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World Sports Advocate

Volume: 15 Issue: 11
(November 2017)


News

FIFPro, the global organisation representing professional football players, and FIFA jointly announced in a 6 November 2017 press release that the two organisations have concluded a six year cooperation agreement to strengthen relationships between the two organisations and improve the governance of professional football following an 18 month period of negotiation between FIFA and football’s key stakeholders. As a ‘consequence’ of this cooperation agreement, the press release states that FIFPro has dropped its complaint to the European Commission (‘EC’), which challenged the legality of the post-Bosman transfer market system and FIFA’s Regulations on the Status and Transfer of Players. / read more

Questions have been raised as to whether the Premier League’s rules governing football club ownership need to be reformed following concerns relating to club financing arising out of the ‘Paradise Papers’ data leak which came to light on 5 November 2017, which allegedly includes documents relating to the buying and selling of shares in two football clubs by two businessmen involved in a joint venture. The 13.4 million documents leaked from law firm Appleby and made public by German news outlet Süddeutsche Zeitung, dubbed the Paradise Papers, have sparked a call for changes to the rules intended to safeguard the independent ownership of Premier League clubs and specifically the rules prohibiting ‘dual ownership’ of clubs that could threaten the integrity of football competitions. / read more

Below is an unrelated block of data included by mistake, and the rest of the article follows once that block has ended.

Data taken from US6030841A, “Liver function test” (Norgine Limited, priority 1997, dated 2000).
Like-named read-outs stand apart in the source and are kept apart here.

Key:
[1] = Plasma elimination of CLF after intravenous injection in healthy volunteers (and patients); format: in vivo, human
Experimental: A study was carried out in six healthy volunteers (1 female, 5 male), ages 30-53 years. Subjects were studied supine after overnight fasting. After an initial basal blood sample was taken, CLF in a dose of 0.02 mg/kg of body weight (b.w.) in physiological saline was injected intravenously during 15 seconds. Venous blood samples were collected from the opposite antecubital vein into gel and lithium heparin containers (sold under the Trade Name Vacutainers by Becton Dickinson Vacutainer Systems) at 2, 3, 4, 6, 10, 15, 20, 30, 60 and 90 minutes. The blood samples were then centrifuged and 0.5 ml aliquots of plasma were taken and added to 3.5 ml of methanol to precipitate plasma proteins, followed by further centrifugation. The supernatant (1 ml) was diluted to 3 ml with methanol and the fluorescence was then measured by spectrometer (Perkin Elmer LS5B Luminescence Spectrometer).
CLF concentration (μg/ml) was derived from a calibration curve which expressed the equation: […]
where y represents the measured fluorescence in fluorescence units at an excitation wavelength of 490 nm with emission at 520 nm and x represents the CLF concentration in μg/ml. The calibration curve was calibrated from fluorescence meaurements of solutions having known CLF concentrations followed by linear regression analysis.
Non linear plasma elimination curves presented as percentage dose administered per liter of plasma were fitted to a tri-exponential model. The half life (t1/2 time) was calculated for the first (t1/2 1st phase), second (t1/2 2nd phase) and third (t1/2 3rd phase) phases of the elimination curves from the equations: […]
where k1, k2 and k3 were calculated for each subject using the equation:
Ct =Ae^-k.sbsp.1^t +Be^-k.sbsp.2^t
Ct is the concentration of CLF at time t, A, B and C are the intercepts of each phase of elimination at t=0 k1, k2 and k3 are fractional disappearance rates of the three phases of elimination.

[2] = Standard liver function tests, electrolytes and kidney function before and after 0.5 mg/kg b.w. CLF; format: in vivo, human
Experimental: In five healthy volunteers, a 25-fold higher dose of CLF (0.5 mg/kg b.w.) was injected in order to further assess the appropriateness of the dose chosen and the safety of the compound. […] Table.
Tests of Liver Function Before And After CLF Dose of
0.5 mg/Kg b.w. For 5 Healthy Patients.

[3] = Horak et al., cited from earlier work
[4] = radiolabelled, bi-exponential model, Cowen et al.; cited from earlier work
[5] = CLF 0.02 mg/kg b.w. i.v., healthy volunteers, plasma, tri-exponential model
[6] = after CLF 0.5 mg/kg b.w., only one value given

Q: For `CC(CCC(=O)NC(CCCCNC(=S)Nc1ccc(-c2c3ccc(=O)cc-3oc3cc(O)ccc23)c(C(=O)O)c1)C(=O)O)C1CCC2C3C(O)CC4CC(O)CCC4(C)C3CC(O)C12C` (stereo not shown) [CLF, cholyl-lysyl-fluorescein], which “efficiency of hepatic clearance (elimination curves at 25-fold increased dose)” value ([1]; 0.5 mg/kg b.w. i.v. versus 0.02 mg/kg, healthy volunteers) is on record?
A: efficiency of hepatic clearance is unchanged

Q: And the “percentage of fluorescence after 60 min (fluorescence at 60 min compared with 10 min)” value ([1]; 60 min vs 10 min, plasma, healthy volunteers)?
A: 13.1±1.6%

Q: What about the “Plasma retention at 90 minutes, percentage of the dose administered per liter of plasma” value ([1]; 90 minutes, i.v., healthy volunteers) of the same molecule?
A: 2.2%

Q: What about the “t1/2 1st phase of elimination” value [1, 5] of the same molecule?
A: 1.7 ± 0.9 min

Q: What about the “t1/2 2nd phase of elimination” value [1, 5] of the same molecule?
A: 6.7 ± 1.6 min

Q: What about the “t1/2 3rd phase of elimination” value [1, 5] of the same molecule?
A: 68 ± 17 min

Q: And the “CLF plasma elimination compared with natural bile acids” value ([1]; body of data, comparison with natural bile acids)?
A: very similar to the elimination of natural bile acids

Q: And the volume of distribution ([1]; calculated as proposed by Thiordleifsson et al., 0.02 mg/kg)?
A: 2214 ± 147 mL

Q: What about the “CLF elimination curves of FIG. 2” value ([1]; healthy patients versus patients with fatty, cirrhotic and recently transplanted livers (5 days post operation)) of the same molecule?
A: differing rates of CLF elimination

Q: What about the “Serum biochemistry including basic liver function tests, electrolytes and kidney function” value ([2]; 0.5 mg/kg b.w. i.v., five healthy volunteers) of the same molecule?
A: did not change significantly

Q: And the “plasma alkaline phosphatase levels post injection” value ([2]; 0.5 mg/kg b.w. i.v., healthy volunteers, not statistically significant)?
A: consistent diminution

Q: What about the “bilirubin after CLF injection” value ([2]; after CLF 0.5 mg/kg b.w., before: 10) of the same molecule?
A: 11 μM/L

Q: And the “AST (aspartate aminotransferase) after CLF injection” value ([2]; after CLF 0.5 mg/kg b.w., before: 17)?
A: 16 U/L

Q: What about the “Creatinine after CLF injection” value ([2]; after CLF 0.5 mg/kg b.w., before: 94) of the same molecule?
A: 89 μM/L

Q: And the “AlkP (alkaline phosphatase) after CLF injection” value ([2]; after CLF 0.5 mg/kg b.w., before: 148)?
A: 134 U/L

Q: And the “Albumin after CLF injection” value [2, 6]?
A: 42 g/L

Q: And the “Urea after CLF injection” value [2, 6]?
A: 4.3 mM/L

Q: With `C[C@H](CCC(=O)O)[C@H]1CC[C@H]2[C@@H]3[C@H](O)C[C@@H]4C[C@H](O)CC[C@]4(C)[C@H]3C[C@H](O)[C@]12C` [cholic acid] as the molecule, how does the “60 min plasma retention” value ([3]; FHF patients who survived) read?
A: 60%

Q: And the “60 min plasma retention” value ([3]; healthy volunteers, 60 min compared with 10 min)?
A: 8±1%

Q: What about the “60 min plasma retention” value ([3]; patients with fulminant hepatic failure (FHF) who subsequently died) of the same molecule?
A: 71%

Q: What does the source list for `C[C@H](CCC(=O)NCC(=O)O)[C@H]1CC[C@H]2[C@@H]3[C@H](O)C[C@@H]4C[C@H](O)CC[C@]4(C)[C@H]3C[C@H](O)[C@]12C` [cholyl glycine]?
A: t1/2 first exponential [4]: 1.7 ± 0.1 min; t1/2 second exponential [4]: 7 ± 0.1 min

Features

Dan Chapman, Partner and Head of Sport at Leathes Prior, dissects the recent ruling by the London South Employment Tribunal in Duncan Culley v. Whitehawk Football Club, analyses the importance of the Tribunal’s decision to hear Culley’s complaint on the employment status of non-league footballers, and shares his views on the possible wider impact of the ruling. / read more

In recent years, issues arising from transgender and intersex inclusion in sport have attracted a great deal of attention and debate amongst sports governing bodies, athletes, journalists and lawyers. With the International Association of Athletics Federations’ Hyperandrogenism Regulations still suspended and the case before the Court of Arbitration for Sport yet to be decided, Kristen Worley’s human rights application to a provincial-level administrative tribunal in Canada provides some valuable insight into how policies and guidelines directed at sex transitioned athletes may change in future. David Spears, Mario Torres and Jay Kim of Wyllie Spears Labour Lawyers, assess Worley v. Ontario Cycling Association et al, and the recent developments regarding inclusivity in sport. / read more

On 3 August 2017, two American lower tier soccer clubs, Miami FC and Kingston Stockade FC (collectively, ‘Claimants’), filed complaints against FIFA, CONCACAF and the US Soccer Federation (‘USSF’) with the Court of Arbitration for Sport (‘CAS’). The Claimants seek to force the USSF to move from a ‘closed league model’ to an ‘open league model’ that would introduce promotion and relegation to the US for the first time, as Paul J. Greene and Matthew D. Kaiser of Global Sports Advocates explain. / read more